The technology that powers autonomous cars has clearly improved by leaps and bounds over the years.
Tech companies and automakers alike are now investing billions of dollars in further development, with the aim of building a self-driving vehicle that can comfortably handle any type of traffic scenario.
But for a car to be classified as truly autonomous, we believe it should first be put to the test in some of the world’s most extreme driving scenarios.
So, ask yourself, would you be happy climbing into a driverless car for a ride on these insane roads?
Once voted the scariest road junction in England, Swindon’s so-called “Magic Roundabout” comprises five mini traffic circles that make up a giant traffic circle that encircles a sixth one, which can be driven in both a clockwise and anti-clockwise direction. Confused? You will be. Drivers approaching it for the first time usually break into a cold sweat, while others are rumored to have spent several weeks lost in the maze-like junction, wondering if there’s a way out. What we do know is this: Any self-driving car worthy of the name will have to be able to handle this terrifying junction with aplomb, though to do so may require a few extra lines of code in the algorithms that power it.
Despite having a name that conjures up blissful images of idyllic summer drives, Fairy Meadows Road in reality offers a pants-soiling ride of a lifetime, running as it does along a narrow gravel road situated precariously between a sheer cliff and a sheer drop. While we know in our heart that we should be able to trust an autonomous car more than a human driver, we also know that technology can occasionally fail. Tootling along Fairy Meadows Road in a self-driving car is one place where you’ll really want your car’s technology to be at the top of its game. After all, a malfunction along here will almost certainly result in you and your vehicle tumbling thousands of feet into a ravine, with all of that onboard computing power unable to rectify the situation once you’ve disappeared over the edge.
Meskel Square isn’t only a road junction — it’s also used as a site for festivals and other public gatherings. However, seeing how it lacks the kind of accoutrements you’d ordinarily associate with a busy intersection — think traffic lights, road markings, and signs — using it for motorized vehicles seems to have been something of an afterthought. Looking at the video, at first glance it’s easy to imagine every one of those drivers screaming wide-eyed as they hurtle into the open space and hope for the best. But watch for a bit longer and you’ll soon realize that they seem to have developed a special understanding among one another about how to use this absurdly unfathomable intersection. For a bunch of autonomous cars to tackle it with the same level of skill will certainly require some computer programming of the highest order, with inter-vehicle communication central to the junction’s smooth operation. Failure here could result in gridlock for the rest of the day. Or possibly eternity.
Gibraltar, if you didn’t already know it, is a small British territory connected to southern Spain. Located between the two is Gibraltar International Airport, which in 2017 handled nearly 5,000 flights, equal to about 14 a day. That’s all well and good, except that the runway intersects with Winston Churchill Avenue, which is the main road that runs between Gibraltar and Spain. So yes, each time a plane lands or takes off, little road vehicles need to give way to giant flying ones. If you were a passenger inside an autonomous car, you’d definitely want to be sure that your vehicle fully recognized it was crossing an airport runway, and that it had no chance of becoming confused if its sensors picked up a Boeing 737 approaching at speed from just along the street.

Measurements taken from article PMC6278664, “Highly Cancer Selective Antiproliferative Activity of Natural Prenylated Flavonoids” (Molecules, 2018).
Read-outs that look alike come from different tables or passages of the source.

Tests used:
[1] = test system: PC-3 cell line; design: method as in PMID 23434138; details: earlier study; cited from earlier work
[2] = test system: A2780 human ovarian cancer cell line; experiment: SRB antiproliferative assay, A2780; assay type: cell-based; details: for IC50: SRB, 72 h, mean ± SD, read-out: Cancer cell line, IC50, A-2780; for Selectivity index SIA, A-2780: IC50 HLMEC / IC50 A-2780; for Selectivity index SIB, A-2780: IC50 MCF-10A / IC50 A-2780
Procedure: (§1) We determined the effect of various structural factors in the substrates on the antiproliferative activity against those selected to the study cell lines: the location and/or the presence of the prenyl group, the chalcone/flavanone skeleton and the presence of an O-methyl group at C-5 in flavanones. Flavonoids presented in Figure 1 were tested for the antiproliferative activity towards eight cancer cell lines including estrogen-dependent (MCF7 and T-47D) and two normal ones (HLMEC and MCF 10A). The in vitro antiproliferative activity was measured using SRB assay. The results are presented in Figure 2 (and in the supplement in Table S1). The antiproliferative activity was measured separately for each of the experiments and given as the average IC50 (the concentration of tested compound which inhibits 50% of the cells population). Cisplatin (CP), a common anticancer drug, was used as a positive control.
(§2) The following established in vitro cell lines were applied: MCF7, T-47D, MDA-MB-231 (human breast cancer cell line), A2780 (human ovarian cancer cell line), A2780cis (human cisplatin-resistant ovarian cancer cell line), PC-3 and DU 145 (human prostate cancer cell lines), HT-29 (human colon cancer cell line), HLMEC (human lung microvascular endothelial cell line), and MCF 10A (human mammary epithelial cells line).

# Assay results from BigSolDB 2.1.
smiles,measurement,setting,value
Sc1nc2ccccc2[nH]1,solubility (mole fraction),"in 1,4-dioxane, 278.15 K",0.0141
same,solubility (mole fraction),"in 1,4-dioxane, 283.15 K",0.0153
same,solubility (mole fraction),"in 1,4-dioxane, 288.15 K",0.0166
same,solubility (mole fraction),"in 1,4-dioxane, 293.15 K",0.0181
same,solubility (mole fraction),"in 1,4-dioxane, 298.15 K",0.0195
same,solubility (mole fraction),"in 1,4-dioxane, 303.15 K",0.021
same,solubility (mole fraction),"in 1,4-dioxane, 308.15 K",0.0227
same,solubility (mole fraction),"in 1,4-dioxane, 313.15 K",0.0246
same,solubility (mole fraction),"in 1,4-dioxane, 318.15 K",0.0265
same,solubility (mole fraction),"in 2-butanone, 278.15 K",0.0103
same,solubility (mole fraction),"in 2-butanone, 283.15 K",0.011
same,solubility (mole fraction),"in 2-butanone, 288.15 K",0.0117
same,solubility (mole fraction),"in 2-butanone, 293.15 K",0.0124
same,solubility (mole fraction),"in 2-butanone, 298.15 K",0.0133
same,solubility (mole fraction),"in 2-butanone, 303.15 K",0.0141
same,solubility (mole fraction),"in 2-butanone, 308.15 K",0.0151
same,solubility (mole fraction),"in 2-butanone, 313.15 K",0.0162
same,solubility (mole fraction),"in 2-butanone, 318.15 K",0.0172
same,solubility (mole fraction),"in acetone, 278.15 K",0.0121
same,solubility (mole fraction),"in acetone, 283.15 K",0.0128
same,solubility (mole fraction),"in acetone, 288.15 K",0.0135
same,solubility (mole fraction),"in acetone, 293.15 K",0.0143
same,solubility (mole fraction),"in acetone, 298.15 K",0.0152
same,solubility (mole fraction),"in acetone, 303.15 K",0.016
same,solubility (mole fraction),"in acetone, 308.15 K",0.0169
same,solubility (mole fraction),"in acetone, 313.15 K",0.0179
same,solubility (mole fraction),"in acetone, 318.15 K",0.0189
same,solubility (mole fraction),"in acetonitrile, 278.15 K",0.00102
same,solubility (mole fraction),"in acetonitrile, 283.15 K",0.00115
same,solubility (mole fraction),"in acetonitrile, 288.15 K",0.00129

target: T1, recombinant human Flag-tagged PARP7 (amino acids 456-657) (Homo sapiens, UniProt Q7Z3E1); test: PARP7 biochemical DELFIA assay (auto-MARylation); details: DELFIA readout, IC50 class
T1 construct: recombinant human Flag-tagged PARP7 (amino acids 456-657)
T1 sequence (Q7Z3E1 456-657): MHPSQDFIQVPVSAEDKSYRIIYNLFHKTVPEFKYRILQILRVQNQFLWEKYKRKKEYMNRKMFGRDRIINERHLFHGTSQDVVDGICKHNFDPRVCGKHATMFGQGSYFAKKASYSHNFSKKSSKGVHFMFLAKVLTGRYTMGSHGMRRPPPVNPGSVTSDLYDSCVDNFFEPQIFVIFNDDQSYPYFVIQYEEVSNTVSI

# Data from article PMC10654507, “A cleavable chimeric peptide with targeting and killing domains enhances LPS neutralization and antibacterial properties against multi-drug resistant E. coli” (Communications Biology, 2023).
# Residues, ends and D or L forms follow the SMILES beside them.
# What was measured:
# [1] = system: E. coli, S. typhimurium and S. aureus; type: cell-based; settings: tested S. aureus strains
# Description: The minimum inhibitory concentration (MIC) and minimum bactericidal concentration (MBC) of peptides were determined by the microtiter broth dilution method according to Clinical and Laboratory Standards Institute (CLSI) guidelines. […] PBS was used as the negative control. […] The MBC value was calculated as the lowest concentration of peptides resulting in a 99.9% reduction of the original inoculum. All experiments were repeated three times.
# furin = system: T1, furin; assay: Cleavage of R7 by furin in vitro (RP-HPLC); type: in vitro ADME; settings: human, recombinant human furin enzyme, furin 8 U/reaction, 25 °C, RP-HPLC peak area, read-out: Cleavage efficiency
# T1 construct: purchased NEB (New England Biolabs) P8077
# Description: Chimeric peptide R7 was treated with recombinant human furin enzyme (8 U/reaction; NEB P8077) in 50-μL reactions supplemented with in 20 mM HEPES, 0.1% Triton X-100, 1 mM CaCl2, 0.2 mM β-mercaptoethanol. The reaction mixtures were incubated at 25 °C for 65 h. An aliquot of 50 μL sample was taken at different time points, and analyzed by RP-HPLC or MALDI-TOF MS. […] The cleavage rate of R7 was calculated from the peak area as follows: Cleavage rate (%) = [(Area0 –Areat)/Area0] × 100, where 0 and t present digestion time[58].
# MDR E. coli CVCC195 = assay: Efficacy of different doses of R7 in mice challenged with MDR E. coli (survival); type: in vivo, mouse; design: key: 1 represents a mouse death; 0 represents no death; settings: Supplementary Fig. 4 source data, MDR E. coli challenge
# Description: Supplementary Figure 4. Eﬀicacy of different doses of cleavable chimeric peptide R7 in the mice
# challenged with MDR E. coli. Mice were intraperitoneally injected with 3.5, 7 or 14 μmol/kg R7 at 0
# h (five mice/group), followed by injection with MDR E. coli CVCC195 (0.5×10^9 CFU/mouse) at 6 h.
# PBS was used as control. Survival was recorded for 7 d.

It’s fair to say that when Place Charles de Gaulle was completed in its current form some 150 years ago, there wasn’t much happening in the way of traffic. Jump forward to today and the giant traffic circle, which is fed by 12 avenues and surrounds the Arc de Triomphe, has become one of craziest junctions on the planet. In theory, autonomous technology should one day be capable of transforming the traffic chaos on this baffling junction into an elegant ballet of perfectly timed maneuvers. But for that to happen, all of the cars will need to be autonomous, in which case an orderly Place Charles de Gaulle is likely to be years away from becoming a reality.
Any company making autonomous cars will have to be able to confidently send their vehicle into the seemingly terrifying chaos that is Moscow’s Taganskaya Square — and be sure that it’ll emerge unscathed. This giant junction comprises lots of smaller, mainly six-lane junctions and is busy during most hours of the day. For human drivers, it’s not uncommon to find yourself forced into taking a wrong turn because you got in the wrong lane on approach. A driverless car at the top of its game, on the other hand, should be able to take on Taganskaya and win.
On first approach, this highway in the Japanese city of Osaka looks as if it passes through an office building. Oh hang on, that’s because it does. Built in 1992, the road passes straight through three floors of the building, the rest of which caters to office workers. So the story goes, the bizarre design was agreed upon as a way of resolving a property dispute when the area was undergoing redevelopment. Can makers of autonomous cars honestly say that their vehicle wouldn’t freak out and slam on the brakes the moment it caught sight of an office tower right in front of it? It certainly won’t have seen such a spectacle before, so would surely approach with caution, sniffing its way like a dog in the dark until it realized there was actually a way through. Tunnels through mountains is one thing, but a road through a building? Now there’s a unique situation for your self-driving car to ponder.